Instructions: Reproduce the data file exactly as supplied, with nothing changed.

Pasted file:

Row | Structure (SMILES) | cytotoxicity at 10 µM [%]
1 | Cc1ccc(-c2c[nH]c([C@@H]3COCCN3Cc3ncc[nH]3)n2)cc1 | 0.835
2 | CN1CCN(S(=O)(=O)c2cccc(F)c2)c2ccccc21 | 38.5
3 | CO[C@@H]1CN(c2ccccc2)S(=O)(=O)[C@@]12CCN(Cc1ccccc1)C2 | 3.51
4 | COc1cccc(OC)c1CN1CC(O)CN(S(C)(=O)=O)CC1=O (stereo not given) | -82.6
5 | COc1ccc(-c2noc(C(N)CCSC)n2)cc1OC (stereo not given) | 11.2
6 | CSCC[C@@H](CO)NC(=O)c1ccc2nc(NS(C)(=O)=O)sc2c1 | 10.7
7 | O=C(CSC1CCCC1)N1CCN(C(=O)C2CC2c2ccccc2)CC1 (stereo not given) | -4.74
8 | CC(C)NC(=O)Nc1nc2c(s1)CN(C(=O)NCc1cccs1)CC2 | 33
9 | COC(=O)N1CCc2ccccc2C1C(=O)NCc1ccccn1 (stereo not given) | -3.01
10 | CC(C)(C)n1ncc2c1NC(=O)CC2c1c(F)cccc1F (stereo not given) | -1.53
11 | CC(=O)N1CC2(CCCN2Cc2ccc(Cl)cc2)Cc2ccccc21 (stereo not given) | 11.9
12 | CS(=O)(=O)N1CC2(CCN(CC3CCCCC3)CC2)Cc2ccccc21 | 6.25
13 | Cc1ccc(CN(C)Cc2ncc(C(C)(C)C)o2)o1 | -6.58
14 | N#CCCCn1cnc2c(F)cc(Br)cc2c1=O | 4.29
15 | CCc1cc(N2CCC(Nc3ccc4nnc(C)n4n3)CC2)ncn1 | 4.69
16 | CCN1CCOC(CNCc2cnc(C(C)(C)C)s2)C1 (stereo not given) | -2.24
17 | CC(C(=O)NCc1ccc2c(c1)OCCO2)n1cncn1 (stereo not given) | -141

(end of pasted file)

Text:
Row | Structure (SMILES) | cytotoxicity at 10 µM [%]
1 | Cc1ccc(-c2c[nH]c([C@@H]3COCCN3Cc3ncc[nH]3)n2)cc1 | 0.835
2 | CN1CCN(S(=O)(=O)c2cccc(F)c2)c2ccccc21 | 38.5
3 | CO[C@@H]1CN(c2ccccc2)S(=O)(=O)[C@@]12CCN(Cc1ccccc1)C2 | 3.51
4 | COc1cccc(OC)c1CN1CC(O)CN(S(C)(=O)=O)CC1=O (stereo not given) | -82.6
5 | COc1ccc(-c2noc(C(N)CCSC)n2)cc1OC (stereo not given) | 11.2
6 | CSCC[C@@H](CO)NC(=O)c1ccc2nc(NS(C)(=O)=O)sc2c1 | 10.7
7 | O=C(CSC1CCCC1)N1CCN(C(=O)C2CC2c2ccccc2)CC1 (stereo not given) | -4.74
8 | CC(C)NC(=O)Nc1nc2c(s1)CN(C(=O)NCc1cccs1)CC2 | 33
9 | COC(=O)N1CCc2ccccc2C1C(=O)NCc1ccccn1 (stereo not given) | -3.01
10 | CC(C)(C)n1ncc2c1NC(=O)CC2c1c(F)cccc1F (stereo not given) | -1.53
11 | CC(=O)N1CC2(CCCN2Cc2ccc(Cl)cc2)Cc2ccccc21 (stereo not given) | 11.9
12 | CS(=O)(=O)N1CC2(CCN(CC3CCCCC3)CC2)Cc2ccccc21 | 6.25
13 | Cc1ccc(CN(C)Cc2ncc(C(C)(C)C)o2)o1 | -6.58
14 | N#CCCCn1cnc2c(F)cc(Br)cc2c1=O | 4.29
15 | CCc1cc(N2CCC(Nc3ccc4nnc(C)n4n3)CC2)ncn1 | 4.69
16 | CCN1CCOC(CNCc2cnc(C(C)(C)C)s2)C1 (stereo not given) | -2.24
17 | CC(C(=O)NCc1ccc2c(c1)OCCO2)n1cncn1 (stereo not given) | -141